LEGAL RIGHT OF ISRAEL FOR ALL THE LAND WEST OF JORDAN
ACCORDING TO INTERNATIONAL LAW, ISRAEL HAS THE LEGAL RIGHT TO ALL OF THE LAND WEST OF THE JORDAN INCLUDING THE WEST BANK. Of course the PLO and the Arab terrorists claim the West Bank as their own. However, we must look at the evidence for the truth: the Balfour Agreement. Below is a summary of the events.
In 1517, the Turks controlled the Middle East for 400 years. In 1917, the British won the war due to the help of the brilliant Jewish chemist Cheim Weizman. As a result, Lord Balfour gave the Jews their homeland consisting of all of Jordan and the land west of the Jordan River. This was called the Balfour Agreement.
In 1920, the League of Nations ratified the Balfour Agreement. In 1922, under pressure from the Arabs, the British and the League of Nations took away Jordan. The Jews and the Arabs signed this agreement. In 1947, the UN offered the Partition Plan, but the Arabs rejected it. When the United Nations recognized Israel as a nation on May 14, 1948, the Arabs declared war on Israel. Israel defended herself, but Jordan took the West Bank. In the 1967 war Israel took back the West Bank which was legally hers by international law.
Below is more information on this agreement:
Historical Importance: The 1917 letter that made public the British support of a Jewish homeland in Palestine led the League of Nations to entrust the United Kingdom with the Palestine Mandate in 1922.Dates: November 2, 1917
Overview of the Balfour Declaration: The Balfour Declaration, a letter from British Foreign Secretary Arthur James Balfour to Lord Rothschild in which the British made public their support of a Jewish homeland in Palestine, was a product of years of careful negotiation. After centuries of living in a diaspora, the 1894 Dreyfus Affair in France shocked Jews into realizing they would not be safe from arbitrary anti-semitism unless they had their own country. In response, Jews created the new concept of political Zionism in which it was believed that through active political maneuvering, a Jewish homeland could be created. Zionism was becoming a popular concept by the time World War I began. During World War I, Great Britain needed help. Since Germany (Britain's enemy during WWI) had cornered the production of acetone -- an important ingredient for arms production -- Great Britain may have lost the war if Chaim Weizmann had not invented a fermentation process that allowed the British to manufacture their own liquid acetone. It was this fermentation process that brought Weizmann to the attention of David Lloyd George (minister of ammunitions) and Arthur James Balfour (previously the British prime minister but at this time the first lord of the admiralty). Chaim Weizmann was not just a scientist; he was also the leader of the Zionist movement. Weizmann's contact with Lloyd George and Balfour continued, even after Lloyd George became prime minister and Balfour was transferred to the Foreign Office in 1916. Additional Zionist leaders such as Nahum Sokolow also pressured Great Britain to support a Jewish homeland in Palestine. Though Balfour, himself, was in favor of a Jewish state, Great Britain particularly favored the declaration as an act of policy. Britain wanted the United States to join World War I and the British hoped that by supporting a Jewish homeland in Palestine, world Jewry would be able to sway the U.S. to join the war. Though the Balfour Declaration went through several drafts, the final version was issued on November 2, 1917, in a letter from Balfour to Lord Rothschild, president of the British Zionist Federation. The main body of the letter quoted the decision of the October 31, 1917 British Cabinet meeting. This declaration was accepted by the League of Nations on July 24, 1922 and embodied in the mandate that gave Great Britain temporary administrative control of Palestine.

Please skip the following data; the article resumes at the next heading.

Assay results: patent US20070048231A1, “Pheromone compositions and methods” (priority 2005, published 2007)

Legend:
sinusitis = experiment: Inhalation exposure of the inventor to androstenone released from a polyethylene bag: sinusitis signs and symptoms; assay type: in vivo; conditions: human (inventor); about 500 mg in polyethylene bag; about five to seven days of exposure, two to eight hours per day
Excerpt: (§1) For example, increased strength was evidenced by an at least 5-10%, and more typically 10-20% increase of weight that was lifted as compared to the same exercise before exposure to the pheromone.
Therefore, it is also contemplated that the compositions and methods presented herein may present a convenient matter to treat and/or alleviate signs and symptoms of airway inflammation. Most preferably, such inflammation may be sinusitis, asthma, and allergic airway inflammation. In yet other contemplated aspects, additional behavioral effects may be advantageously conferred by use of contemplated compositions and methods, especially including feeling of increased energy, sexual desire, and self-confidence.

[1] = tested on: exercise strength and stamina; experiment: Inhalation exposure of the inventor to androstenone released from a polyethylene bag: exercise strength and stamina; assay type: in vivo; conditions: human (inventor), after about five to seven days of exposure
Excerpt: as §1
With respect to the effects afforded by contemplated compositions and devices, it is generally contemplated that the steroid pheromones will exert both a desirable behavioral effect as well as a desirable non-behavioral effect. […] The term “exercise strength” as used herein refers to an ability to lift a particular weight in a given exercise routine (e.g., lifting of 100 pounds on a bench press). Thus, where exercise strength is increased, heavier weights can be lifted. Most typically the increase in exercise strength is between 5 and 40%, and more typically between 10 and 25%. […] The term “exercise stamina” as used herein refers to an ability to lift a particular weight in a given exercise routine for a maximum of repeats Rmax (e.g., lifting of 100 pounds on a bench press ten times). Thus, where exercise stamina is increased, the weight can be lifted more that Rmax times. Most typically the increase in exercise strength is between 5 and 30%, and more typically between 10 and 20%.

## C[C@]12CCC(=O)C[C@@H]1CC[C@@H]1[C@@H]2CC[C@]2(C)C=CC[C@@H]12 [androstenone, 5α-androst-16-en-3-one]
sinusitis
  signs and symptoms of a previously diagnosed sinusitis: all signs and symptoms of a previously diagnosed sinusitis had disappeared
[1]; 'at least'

In 1939, Great Britain reneged on the Balfour Declaration by issuing the White Paper, which stated that creating a Jewish state was no longer a British policy. It was also Great Britain's change in policy toward Palestine, especially the White Paper, that prevented millions of European Jews to escape from Nazi-occupied Europe to Palestine.
The Balfour Declaration (it its entirety):
November 2nd, 1917
Dear Lord Rothschild,
I have much pleasure in conveying to you, on behalf of His Majesty's Government, the following declaration of sympathy with Jewish Zionist aspirations which has been submitted to, and approved by, the Cabinet.
"His Majesty's Government view with favour the establishment in Palestine of a national home for the Jewish people, and will use their best endeavours to facilitate the achievement of this object, it being clearly understood that nothing shall be done which may prejudice the civil and religious rights of existing non-Jewish communities in Palestine, or the rights and political status enjoyed by Jews in any other country."
I should be grateful if you would bring this declaration to the knowledge of the Zionist Federation.
Arthur James Balfour